The management of such pervasive and complex systems cannot be delegated to a single party. And while information providers will, as a result of system rationalization, see the time dedicated to powering these platforms reduced, it is equally true that in future they will be required to collaborate and be increasingly involved within the platforms.
To increase confidence in information, each user must be able to take “cradle-to-grave” ownership of data accuracy within their sphere of competence, validated by automatic workflows established within the process. Deadline management must be incorporated within the applications based on a minimum number of interactions and points of contact. The possibility to deploy corporate technological solutions easily, even with suppliers or external contacts will be crucial, whether they are information users (such as financial analysts) or contributors (accountants, actuaries, translators, etc.). An application that can replicate current data feed methods with a user-friendly interface, while incorporating the features mentioned so far, will be favored over less collaborative alternatives.
4. Artificial Intelligence and machine learning to support multi-scenario planning and risk assessment
A well-organized information structure is only the first step. Today, increasingly complex algorithms allow not only the automation of routines, but also to assist information users in interpreting certain phenomena, and proposing innovative analyses and results based on trends, correlations and probability calculations. Increasingly detailed multi-scenario analyses, constantly updated and revised recovery and impairment plans, constant, real-time monitoring of performance and timely feedback on corrective actions: the intelligence of business processes will be increasingly incorporated into applications and will constitute a true corporate property that will continue to produce value over time, beyond changes in management and strategies.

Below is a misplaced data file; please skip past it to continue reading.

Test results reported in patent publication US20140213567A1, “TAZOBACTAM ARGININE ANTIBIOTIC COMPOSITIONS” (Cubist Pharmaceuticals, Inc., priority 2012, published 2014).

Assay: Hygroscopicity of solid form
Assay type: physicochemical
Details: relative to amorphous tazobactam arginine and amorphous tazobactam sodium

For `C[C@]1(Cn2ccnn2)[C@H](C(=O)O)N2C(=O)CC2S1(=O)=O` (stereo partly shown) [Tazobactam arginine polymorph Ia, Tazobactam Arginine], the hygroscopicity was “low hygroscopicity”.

An application that leverages these technologies represents an investment that not only enhances the skills of its users but generates value from information.
5. Blockchain technologies, information management and impacts on privacy and security
The impacts of blockchain technologies on the way of doing business are still unpredictable. What is certain is that the systems that manage information within the company must be able to interface with each other seamlessly and guarantee the confidentiality and privacy of the shared data, while ensuring correct fruition and enhancement by all parties in the value chain.
Within this vision, the company will create value through constant communication with the outside world, and through sharing its present and future strategies and performance with all stakeholders. The transformation towards this new way of communicating and doing business must be based on an application capable of managing internal and external information flows with the methods and features described so far.
In the post-COVID scenario, the right financial information management application could be your best ally when facing future challenges, providing quick answers to ever-changing and unpredictable needs. The strategy of reducing budgets for the development of IT platforms or falling back on solutions only capable of satisfying contingent and short-term needs (without the ability to scale and spread the implementation of the solution itself), is short sighted in my opinion, and can only be harmful in the medium term.
(view this post also on CCH Tagetik blog)